The FARI Brussels Conference returns on 18 November at Studio Flagey in Brussels, find out more.

An Initiative of

Supported by


FARI's FOTIF2023 session entitled "The Story behind Women in Academia" was held on 22 November at BeCentral in Brussels.


Michelle Gay Nidoy

Brussels, Belgium – Four remarkable female researchers in the academe shared their journey in FARI’s event, “The Story Behind Women in Academia”, on 22 November 2023, as part of The Future of Tech is Female celebration with BeCentral.

The event started with a video introduction by Barbara Trachte, State Secretary of the Brussels-Capital Region, responsible for Economic Transition and Scientific Research, who emphasized the urgent need for more women in science and technology. Mrs. Trachte highlighted the gender disparities in academic positions where there are fewer women professors than men, and in the academic ladder, women make up only 26% of full professorship positions.

These figures must change. That’s why at the policy level of the Brussels Capital Region, we encourage women to have high ambitions.”, the state secretary underscored the importance of programs and initiatives and that the policy level must be amplified with actions from the fields, which this FARI event is an excellent example of.

As a mean to encourage women, the event featured compelling testimonials from the speakers, each sharing their unique journey in academia.

Anastasia Karagianni, PhD Candidate at VUB Law Science Technology and Society & FARI Institute on gender discrimination in AI, further focused on gender inequality and inclusivity. Karagianni emphasized embracing femininity to foster inclusivity in the tech landscape. She highlighted the critical importance of self-definition and personal opportunities, citing the lack of female role models in technology and academia as a significant hurdle.

Miriam Doh, PhD Candidate at IRIDIA Lab (ULB) – ISIA lab (UMONS) in Explainable AI applied to Computer Vision, dived deeper into the importance of advocating representation and building networks. Doh shared her journey of transitioning from humanities to computer science, facing challenges along the way, especially with respect and skepticism about her choice. Undeterred, she became a student representative, actively seeking connections with other women in academia. Doh stressed the significance of community and how networks provide support for change.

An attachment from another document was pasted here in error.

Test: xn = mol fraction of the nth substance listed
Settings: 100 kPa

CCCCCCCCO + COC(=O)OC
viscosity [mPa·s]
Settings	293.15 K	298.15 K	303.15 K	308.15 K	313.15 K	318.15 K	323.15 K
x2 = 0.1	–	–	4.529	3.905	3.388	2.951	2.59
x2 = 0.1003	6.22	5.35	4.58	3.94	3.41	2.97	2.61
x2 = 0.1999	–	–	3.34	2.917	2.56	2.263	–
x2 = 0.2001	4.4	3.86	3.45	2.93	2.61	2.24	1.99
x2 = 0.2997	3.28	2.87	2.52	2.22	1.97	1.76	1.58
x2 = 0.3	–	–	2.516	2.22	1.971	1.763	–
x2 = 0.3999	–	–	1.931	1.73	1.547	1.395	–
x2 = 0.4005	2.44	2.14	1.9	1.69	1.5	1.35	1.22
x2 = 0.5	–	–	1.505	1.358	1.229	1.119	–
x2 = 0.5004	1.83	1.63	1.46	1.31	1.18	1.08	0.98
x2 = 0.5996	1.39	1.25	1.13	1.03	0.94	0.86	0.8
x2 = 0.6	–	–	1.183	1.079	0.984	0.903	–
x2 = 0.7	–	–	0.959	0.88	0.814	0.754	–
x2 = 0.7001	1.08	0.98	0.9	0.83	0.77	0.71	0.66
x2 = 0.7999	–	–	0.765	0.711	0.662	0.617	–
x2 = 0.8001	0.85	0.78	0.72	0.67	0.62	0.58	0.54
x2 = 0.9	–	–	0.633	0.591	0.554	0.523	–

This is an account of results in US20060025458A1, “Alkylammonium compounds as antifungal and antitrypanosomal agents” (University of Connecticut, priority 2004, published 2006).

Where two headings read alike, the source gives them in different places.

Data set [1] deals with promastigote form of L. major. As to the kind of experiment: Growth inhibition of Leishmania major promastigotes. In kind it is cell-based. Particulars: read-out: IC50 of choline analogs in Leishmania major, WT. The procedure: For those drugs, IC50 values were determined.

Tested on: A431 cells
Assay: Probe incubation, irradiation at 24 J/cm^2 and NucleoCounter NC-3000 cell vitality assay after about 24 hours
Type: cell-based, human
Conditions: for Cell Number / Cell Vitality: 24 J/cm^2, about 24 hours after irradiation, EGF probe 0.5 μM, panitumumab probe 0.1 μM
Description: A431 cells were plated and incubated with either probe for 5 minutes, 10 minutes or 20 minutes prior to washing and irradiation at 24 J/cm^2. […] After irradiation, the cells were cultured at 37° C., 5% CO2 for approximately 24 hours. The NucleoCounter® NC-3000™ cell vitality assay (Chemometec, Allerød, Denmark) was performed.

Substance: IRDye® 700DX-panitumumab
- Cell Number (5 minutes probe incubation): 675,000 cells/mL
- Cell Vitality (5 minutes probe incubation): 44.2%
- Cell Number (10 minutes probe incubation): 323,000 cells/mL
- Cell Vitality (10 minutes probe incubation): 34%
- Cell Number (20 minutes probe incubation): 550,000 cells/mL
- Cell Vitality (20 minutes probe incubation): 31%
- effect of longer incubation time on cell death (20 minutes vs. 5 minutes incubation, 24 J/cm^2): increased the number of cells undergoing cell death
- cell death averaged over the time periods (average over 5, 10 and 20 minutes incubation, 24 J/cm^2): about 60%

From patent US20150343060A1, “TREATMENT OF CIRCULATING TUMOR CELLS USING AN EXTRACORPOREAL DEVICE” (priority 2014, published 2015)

Samira Bakkali, PhD Candidate and Teaching Assistant at Solvay Brussels School of Economics and Management (SBS-EM) – ULB, shared her inspiring story as she balanced parenthood and academia. Bakkali’s narrative brought forth the challenges faced by mothers in the academe, juggling teaching, research, and parental responsibilities. She highlighted the societal prejudices and professional isolation often accompanying this balancing act. Bakkali emphasized the importance of perseverance, resilience, and the support received from colleagues to overcome these prejudices.

Finally, Aleksandra Zaniewska, PhD Candidate at VUB BUDA & FARI AI Accelerator, highlighted the need to embrace failure, change, and diversity. Zaniewska’s journey spanned career transitions from medicine to AI. She underscored the strength in uniqueness despite facing inappropriate inquiries in professional settings. Advocating for a culture of embracing failure and change, Zaniewska emphasized the need to promote diversity and different perspectives in the workplace.

The challenges presented by the speakers were not merely personal but reflected broader issues within the tech and academic realms. Collectively, the speakers proposed solutions ranging from promoting inclusivity and encouraging self-definition to actively advocating for representation and building support networks. They emphasized the importance of raising awareness, showcasing options, and embracing failure and change to foster diversity in the workplace.

To provide an avenue to build a network and community, the event concluded with a networking session, providing attendees with the opportunity to engage in discussions and explore potential collaborations in a supportive ecosystem for women in tech.

FARI extends its heartfelt thanks to the speakers, participants, BeCentral, and everyone involved in the organization for their valuable contributions to breaking down barriers and shaping a more inclusive future for women in academia and technology.

FARI, AI for the Common Good, has a network of over 300 researchers. Get in touch with us!


Other news

All news

All news